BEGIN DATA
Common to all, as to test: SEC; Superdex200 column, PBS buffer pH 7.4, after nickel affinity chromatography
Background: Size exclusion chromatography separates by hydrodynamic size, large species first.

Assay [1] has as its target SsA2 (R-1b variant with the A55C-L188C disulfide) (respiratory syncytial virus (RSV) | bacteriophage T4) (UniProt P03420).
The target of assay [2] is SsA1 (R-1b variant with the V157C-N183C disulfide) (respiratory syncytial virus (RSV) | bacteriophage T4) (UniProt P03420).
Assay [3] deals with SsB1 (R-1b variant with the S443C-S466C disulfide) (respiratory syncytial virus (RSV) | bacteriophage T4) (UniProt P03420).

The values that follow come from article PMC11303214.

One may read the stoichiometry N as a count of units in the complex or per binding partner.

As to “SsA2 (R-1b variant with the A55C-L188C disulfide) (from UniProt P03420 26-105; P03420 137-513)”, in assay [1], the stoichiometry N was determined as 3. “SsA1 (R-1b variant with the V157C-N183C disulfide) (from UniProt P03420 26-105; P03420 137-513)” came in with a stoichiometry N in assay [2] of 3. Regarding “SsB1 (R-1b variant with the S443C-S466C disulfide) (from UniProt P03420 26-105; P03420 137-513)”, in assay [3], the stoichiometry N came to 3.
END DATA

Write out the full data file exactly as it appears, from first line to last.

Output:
Common to all, as to test: SEC; Superdex200 column, PBS buffer pH 7.4, after nickel affinity chromatography
Background: Size exclusion chromatography separates by hydrodynamic size, large species first.

Assay [1] has as its target SsA2 (R-1b variant with the A55C-L188C disulfide) (respiratory syncytial virus (RSV) | bacteriophage T4) (UniProt P03420).
The target of assay [2] is SsA1 (R-1b variant with the V157C-N183C disulfide) (respiratory syncytial virus (RSV) | bacteriophage T4) (UniProt P03420).
Assay [3] deals with SsB1 (R-1b variant with the S443C-S466C disulfide) (respiratory syncytial virus (RSV) | bacteriophage T4) (UniProt P03420).

The values that follow come from article PMC11303214.

One may read the stoichiometry N as a count of units in the complex or per binding partner.

As to “SsA2 (R-1b variant with the A55C-L188C disulfide) (from UniProt P03420 26-105; P03420 137-513)”, in assay [1], the stoichiometry N was determined as 3. “SsA1 (R-1b variant with the V157C-N183C disulfide) (from UniProt P03420 26-105; P03420 137-513)” came in with a stoichiometry N in assay [2] of 3. Regarding “SsB1 (R-1b variant with the S443C-S466C disulfide) (from UniProt P03420 26-105; P03420 137-513)”, in assay [3], the stoichiometry N came to 3.